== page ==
Sociologist G. William Domhoff strongly disagrees with Dahl’s view of power in New Haven, CT in the 1960s.[14]

Bibliography

The best known of Dahl’s works include:

  • Dahl, Robert A.; Lindblom, Charles E. (1953). Politics, Economics, and Welfare.
  • Dahl, Robert (2006) [1956]. A Preface to Democratic Theory. Chicago: University of Chicago Press. ISBN 978-0-226-13434-5.
  • Dahl, Robert A. (1957). “The Concept of Power.” Systems Research and Behavioral Science 2(3), 201–215.
  • Dahl, Robert A. (1957). “Decision-Making in a Democracy: The Supreme Court as a National Policy-Maker.” Journal of Public Law 6: 279–295.
  • Dahl, Robert A. (1960). Social science research on business: product and potential.
  • Dahl, Robert A. (1961). Who Governs?: Democracy and Power in an American City.
  • Dahl, Robert A. (1963). Modern Political Analysis.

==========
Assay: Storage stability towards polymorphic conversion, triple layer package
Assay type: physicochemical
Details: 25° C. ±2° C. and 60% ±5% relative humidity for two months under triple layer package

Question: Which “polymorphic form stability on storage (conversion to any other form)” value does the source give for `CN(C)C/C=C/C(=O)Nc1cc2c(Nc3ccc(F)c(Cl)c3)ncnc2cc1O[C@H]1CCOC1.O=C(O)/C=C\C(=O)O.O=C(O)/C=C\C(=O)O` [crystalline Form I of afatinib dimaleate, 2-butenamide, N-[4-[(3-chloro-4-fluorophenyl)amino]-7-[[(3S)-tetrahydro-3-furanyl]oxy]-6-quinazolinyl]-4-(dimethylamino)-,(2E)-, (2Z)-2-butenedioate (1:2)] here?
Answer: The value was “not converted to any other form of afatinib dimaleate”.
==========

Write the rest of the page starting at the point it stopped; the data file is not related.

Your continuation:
• Dahl, Robert A. (1966). Political oppositions in Western Democracies.
  • Dahl, Robert A. (1968). Pluralist democracy in the United States: conflict and consent.
  • Dahl, Robert A. (1970). After the Revolution?: Authority in a good society.
  • Dahl, Robert A. (1971). Polyarchy: participation and opposition. New Haven: Yale University Press. ISBN 978-0-300-01565-2.
  • Dahl, Robert A.; Tufte, Edward R. (1973). Size and Democracy.
  • Dahl, Robert A. (1983). Dilemmas of Pluralist Democracy: Autonomy vs. Control.
  • Dahl, Robert A. (December 1984). “Polyarchy, pluralism, and scale”. Scandinavian Political Studies7 (4): 225–240. doi:10.1111/j.1467-9477.1984.tb00304.x. Full text.
  • Dahl, Robert A. (1985). A Preface to Economic Democracy.
  • Dahl, Robert A. (1985). Controlling Nuclear Weapons: Democracy versus Guardianship.
  • Dahl, Robert A. (1989). Democracy and Its Critics.
  • Dahl, Robert A. (1997). Toward Democracy – a Journey: Reflections, 1940–1997.
  • Dahl, Robert A. (1998). On Democracy.
  • Dahl, Robert A. (2002). How Democratic Is the American Constitution?.
  • Dahl, Robert A.; Shapiro, Ian; Cheibub, José Antonio, eds. (2003). The Democracy Sourcebook.
  • Dahl, Robert A. (2005). After The Gold Rush.
  • Dahl, Robert A. (2005). What Political Institutions Does Large-Scale Democracy Require?. Political Science Quarterly 120:2, pp. 187–197.
  • Dahl, Robert A. (2006). On Political Equality.